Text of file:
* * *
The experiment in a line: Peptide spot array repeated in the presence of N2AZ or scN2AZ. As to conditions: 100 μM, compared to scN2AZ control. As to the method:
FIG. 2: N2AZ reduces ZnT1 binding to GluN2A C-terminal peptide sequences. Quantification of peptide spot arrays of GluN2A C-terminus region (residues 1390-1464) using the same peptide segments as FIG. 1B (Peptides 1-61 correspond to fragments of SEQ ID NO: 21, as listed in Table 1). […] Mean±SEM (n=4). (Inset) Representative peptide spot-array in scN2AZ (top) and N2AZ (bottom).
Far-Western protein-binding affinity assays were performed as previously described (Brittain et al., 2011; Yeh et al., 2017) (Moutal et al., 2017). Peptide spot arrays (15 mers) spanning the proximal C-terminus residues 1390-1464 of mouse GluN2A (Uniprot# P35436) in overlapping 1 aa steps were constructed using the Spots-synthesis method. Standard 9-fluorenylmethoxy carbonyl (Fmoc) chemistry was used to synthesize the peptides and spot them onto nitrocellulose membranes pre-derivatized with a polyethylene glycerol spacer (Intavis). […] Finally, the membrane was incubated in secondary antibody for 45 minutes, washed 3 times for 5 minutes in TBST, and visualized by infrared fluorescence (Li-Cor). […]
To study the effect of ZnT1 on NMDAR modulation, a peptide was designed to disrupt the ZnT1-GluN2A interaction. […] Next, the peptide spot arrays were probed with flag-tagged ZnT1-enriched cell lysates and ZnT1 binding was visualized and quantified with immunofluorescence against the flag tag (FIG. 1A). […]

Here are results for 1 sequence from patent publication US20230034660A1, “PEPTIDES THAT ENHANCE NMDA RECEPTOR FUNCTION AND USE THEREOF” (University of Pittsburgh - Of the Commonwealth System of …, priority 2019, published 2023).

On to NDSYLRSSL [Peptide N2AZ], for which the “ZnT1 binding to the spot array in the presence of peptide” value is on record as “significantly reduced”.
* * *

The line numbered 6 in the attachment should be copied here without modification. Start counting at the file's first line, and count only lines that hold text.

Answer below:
On to NDSYLRSSL [Peptide N2AZ], for which the “ZnT1 binding to the spot array in the presence of peptide” value is on record as “significantly reduced”.